President Jacob Zuma referred to the political and economic crisis overwhelming the country as one akin to all countries practicing democracy.
Zuma, who was speaking to SA ambassadors on Tuesday, said South Africa’s current challenges are not peculiar to the country alone as critics assumed.
He, therefore, told the diplomatic commission in Pretoria that when people in other countries ask about current events in South Africa, they should reply by saying “it is democracy at play”.
“I want to say to you when people say ‘what’s happening in South Africa?’, ‘why these protests?’, tell them that’s democracy. ‘Why does it look like the ruling party is fighting?’ – that’s democracy,” Zuma tells ambassadors as he reiterates that the country was not crumbling but is a developing and functional democracy.
Speaking further on what many described as the political, economic and social decline of South Africa, alongside the growing calls for his resignation, the president said they are all factors of democracy at play in the country.
According to him, in democracy, mistakes are costly and very risky.
“You make mistakes you’re punished for it – that’s democracy. You learn how to not make mistakes so that you never lose one day,” he said.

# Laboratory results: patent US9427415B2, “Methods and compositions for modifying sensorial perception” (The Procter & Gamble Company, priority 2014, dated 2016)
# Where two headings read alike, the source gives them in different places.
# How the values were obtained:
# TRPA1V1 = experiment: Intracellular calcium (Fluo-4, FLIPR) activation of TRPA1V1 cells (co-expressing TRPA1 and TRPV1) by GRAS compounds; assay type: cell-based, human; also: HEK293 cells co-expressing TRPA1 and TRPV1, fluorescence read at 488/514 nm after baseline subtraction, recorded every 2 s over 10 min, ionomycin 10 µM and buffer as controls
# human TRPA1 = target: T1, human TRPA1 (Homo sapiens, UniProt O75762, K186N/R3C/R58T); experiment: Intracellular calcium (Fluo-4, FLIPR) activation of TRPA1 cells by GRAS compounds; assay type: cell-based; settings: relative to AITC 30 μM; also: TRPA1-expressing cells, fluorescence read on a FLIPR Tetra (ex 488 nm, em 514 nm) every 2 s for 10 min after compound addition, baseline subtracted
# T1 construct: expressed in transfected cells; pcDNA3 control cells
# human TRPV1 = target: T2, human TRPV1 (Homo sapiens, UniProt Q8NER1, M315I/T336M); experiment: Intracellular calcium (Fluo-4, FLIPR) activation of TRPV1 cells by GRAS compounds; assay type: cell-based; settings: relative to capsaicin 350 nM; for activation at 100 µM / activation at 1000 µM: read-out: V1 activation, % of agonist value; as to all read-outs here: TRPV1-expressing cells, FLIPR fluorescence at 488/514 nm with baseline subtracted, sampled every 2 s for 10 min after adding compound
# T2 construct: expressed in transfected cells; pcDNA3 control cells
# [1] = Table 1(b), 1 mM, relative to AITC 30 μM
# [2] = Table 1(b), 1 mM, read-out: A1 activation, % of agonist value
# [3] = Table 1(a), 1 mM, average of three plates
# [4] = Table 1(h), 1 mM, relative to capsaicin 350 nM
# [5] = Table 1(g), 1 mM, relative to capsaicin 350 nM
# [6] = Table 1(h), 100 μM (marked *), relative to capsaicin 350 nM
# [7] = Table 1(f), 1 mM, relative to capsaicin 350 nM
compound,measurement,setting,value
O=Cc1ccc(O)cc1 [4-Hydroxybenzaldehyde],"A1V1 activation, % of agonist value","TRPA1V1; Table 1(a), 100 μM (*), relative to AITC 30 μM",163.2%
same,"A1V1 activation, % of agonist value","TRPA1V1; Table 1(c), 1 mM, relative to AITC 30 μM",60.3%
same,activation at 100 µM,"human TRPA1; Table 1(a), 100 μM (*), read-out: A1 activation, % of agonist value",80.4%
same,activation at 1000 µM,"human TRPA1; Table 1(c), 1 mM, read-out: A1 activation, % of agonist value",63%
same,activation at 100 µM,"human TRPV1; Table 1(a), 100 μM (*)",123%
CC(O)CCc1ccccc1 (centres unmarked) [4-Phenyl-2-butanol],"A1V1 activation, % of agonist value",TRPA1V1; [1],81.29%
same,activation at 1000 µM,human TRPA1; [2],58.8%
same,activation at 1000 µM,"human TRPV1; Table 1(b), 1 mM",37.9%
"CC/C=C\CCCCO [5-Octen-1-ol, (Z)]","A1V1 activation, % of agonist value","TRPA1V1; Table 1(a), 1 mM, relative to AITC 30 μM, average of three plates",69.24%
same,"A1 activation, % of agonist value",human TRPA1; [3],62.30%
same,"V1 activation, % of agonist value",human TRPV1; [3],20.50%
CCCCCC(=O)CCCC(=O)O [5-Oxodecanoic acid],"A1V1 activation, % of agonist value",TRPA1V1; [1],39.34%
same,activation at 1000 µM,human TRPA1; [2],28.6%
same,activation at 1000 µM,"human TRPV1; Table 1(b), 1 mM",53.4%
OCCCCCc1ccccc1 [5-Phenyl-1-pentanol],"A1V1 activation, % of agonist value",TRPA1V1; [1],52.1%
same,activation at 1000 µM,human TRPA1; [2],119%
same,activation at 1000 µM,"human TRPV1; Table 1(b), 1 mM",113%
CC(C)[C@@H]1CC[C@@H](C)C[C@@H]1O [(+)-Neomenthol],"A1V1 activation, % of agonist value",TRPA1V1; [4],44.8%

In the ongoing violent students’ fee protests in universities across the country, public spats between ministries and the finance minister’s legal woes Zuma said they were all moves that would help to strengthen the SA democracy as the SA democracy will never crumble
“The critical comment is that democracy is growing, it’s advancing.”
Zuma has on countless times, been criticized for his role in the state of the nation. He is also at the center of criticism for the decline in support of the ruling African National Congress, especially during the 2016 municipal elections.
“In democracy people can get rid of the new leaders they don’t like and have the leaders that they want. There’s no problem about it, its democracy.” Zuma tells ambassadors pointing out that there was nothing wrong in one party being replaced by another.
Zuma, however, said he was happy at the growth of democracy in the country as South Africans had views and were not afraid to share them.
“Democracy is a debate. Debates at times are exaggerated in South Africa. Sometimes we debate over and over and over – but that is democracy you can’t go wrong. South Africa goes for everything,” said the president.
Meanwhile, Zuma condemned the growing violence attached to the students protest saying there was no need for students to break down the doors of learning when they were already open,
Zuma finally urged those in attendance to come up with ideas of how South Africa could resolve the impasse over calls for free higher education.